Walking into a breast cancer support group with my camera bag over the shoulder, I felt like a pair of combat boots among ballet slippers, little realizing I was about to get a lesson in living.
Ilona Swenson had talked me into covering the session, hoping an article would help get the word out that this group of cancer survivors was eager to help women cope with a life-threatening trauma that affects about one in eight women — which works out to maybe 1,200 residents of Rim Country. I had braced myself for the story, expecting to emerge frightened and depressed.
Swenson introduced me to the group, motioned me to the food table, and said, “Eat, then we’ll talk.”
I sat next to Ilona as she instructed the ladies to tell their stories; “it doesn’t matter if it’s long or short, just inform the group of your situation and how you feel now,” she told them.
Around the table, these women spoke in turn, releasing their situation, calmly, matter of fact, as if they were commenting on a weather report.
Swenson had a modified radical mastectomy 30 years ago and is an encouraging, high-spirited woman with a sunny disposition.
Aggie Hanson discovered her cancer in ’93, had chemotherapy and is currently taking a new pill that is working well for her. She is a strong proponent of self-examination, immediate action, and maintaining a positive attitude.
Barbara Cox discovered her cancer in 2009, moved quickly, had radiation, chemotherapy and surgery, but has put reconstruction on hold.
Tex Ann Kraft’s family relied on her friends and is thankful for their support. She decided early on to take care of herself and approach her cancer from a point of love and believed in the best possible outcome.
What does that mean — A point of love? To embrace those who are helping you, to accept their help, to understand this life-changing event may open doors not even noticed before, to discover how strong, open, flexible, meaningful and different your life has now become. It means trusting those who have been here before you, trust in your own strength and remaining positive about everything in your life.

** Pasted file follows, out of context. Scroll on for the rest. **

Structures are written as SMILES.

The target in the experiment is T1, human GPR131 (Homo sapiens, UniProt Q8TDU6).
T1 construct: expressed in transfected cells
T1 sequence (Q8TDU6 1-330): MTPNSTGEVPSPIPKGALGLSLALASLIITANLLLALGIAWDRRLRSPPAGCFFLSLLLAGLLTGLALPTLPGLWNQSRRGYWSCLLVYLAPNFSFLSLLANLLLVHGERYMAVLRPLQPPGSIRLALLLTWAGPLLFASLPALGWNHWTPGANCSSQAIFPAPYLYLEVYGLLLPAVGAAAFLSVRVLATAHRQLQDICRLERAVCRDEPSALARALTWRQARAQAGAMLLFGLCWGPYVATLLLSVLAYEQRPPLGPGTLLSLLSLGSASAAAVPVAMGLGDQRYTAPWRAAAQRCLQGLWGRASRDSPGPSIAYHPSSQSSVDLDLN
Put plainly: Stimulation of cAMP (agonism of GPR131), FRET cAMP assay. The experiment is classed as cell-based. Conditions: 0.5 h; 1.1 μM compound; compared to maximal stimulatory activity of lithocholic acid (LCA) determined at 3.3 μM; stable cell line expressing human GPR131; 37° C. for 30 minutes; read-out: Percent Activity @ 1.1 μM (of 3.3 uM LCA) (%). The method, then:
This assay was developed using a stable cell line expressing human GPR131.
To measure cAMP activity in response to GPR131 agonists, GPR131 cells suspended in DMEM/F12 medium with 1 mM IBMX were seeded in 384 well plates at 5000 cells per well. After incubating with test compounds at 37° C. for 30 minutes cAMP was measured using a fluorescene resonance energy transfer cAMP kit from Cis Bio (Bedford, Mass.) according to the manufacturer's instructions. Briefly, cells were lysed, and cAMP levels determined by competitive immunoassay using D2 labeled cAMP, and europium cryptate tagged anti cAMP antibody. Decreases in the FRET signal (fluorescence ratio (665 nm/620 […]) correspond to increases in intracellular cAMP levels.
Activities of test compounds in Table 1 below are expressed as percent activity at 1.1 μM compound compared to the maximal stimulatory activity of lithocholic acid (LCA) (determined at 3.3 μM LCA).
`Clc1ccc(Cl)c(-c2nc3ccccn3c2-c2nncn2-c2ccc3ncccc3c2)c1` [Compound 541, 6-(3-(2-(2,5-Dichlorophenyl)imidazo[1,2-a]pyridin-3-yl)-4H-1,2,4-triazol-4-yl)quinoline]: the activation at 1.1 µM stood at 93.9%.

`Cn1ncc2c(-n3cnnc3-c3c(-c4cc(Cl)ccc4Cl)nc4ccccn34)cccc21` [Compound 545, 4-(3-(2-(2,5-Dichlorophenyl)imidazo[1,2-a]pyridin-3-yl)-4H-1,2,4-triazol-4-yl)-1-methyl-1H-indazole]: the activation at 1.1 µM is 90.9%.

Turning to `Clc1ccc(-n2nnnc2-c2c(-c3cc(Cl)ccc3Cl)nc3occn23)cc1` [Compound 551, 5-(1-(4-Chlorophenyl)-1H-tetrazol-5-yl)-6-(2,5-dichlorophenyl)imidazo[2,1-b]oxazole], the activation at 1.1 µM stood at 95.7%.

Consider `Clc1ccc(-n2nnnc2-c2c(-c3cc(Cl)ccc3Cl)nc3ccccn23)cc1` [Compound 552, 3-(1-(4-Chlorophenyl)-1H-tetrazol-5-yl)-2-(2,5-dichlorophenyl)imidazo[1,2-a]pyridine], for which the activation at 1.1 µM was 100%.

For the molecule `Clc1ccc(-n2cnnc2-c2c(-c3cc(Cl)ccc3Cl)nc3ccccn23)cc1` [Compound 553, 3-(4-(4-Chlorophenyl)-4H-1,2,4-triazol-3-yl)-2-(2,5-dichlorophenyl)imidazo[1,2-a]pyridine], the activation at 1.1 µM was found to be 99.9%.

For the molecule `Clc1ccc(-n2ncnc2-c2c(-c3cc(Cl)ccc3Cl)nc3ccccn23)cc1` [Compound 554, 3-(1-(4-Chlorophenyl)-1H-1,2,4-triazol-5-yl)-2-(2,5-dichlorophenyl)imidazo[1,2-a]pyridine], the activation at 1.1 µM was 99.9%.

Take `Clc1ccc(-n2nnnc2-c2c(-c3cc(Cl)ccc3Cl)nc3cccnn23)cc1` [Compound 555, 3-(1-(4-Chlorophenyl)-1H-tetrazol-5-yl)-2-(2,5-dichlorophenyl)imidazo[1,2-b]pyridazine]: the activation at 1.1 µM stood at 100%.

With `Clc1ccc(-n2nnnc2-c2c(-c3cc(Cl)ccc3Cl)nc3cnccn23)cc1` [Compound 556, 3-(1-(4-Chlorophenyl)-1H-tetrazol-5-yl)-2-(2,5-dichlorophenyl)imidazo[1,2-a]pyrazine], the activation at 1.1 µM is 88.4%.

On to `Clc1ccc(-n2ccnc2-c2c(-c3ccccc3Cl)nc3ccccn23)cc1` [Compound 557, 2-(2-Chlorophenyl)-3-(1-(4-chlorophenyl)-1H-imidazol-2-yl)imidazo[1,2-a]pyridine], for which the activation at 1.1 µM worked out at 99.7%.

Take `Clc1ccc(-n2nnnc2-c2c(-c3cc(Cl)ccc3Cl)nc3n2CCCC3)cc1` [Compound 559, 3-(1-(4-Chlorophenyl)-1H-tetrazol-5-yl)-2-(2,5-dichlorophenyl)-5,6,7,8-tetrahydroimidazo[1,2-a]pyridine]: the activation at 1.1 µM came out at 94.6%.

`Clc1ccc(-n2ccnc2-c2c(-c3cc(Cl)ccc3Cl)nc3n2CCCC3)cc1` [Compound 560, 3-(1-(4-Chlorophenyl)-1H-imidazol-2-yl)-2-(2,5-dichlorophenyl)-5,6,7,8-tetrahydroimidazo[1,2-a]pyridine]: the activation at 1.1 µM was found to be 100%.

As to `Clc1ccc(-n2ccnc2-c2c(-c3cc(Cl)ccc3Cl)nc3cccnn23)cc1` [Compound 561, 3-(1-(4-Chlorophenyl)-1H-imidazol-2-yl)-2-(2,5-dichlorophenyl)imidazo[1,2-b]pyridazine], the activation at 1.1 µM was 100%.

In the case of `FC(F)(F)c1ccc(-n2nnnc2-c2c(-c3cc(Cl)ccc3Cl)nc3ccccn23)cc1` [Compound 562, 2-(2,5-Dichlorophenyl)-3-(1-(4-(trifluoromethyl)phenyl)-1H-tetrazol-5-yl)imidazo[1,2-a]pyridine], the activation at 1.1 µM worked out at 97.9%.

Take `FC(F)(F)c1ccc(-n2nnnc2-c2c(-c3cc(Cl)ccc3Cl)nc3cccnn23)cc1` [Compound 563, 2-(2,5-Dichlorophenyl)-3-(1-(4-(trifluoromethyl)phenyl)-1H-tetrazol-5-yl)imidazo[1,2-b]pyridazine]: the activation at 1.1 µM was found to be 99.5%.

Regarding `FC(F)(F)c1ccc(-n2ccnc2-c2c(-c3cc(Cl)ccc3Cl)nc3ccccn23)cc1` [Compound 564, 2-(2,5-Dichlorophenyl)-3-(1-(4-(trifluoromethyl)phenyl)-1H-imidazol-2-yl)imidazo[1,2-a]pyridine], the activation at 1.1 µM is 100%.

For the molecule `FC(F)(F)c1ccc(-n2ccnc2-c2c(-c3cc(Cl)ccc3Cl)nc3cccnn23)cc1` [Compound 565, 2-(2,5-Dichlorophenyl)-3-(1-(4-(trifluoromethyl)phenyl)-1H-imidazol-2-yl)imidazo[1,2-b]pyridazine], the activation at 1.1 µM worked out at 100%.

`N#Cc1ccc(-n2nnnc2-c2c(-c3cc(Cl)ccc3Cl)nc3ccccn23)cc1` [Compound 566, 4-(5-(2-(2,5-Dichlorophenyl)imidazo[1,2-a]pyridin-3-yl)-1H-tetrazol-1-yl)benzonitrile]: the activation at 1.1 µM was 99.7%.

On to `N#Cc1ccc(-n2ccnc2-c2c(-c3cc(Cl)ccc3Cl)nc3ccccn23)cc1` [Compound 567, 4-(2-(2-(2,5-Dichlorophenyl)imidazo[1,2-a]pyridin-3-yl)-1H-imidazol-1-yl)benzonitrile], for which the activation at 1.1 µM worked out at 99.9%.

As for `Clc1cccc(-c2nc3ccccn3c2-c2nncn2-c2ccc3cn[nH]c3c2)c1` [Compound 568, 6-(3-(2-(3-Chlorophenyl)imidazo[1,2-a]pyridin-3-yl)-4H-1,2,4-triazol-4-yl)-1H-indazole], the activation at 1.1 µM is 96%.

Once around the table, Swenson looked at me and asked “Any questions?”
My combat-booted feeling got really heavy, I blurted out, “How did your husbands and family react?”
One woman said, “If you measure yourself by the size and popularity of your breasts, your focus of who you are as a person, is misplaced.”
Barbara Bennett said, “My husband rubbed my bald head and said I was beautiful.”
“My husband cried,” said a voice from the group. “My sister laughed and said, ‘You flashed my breasts when you were younger and that wasn’t going to happen anymore.’ Her sense of humor helped me cope.”
“I had a good attitude and so did my husband.”
How can one speak so calmly about such a traumatic event? The phrase breast cancer, sends shivers of fear into most people when told it has happened to them. Every year, nearly 300,000 American women and a surprising 2,000 men get the dreaded diagnosis — although the incidence has declined along with a reduction in the number of women undergoing hormone replacement therapy after studies demonstrated a link to breast cancer.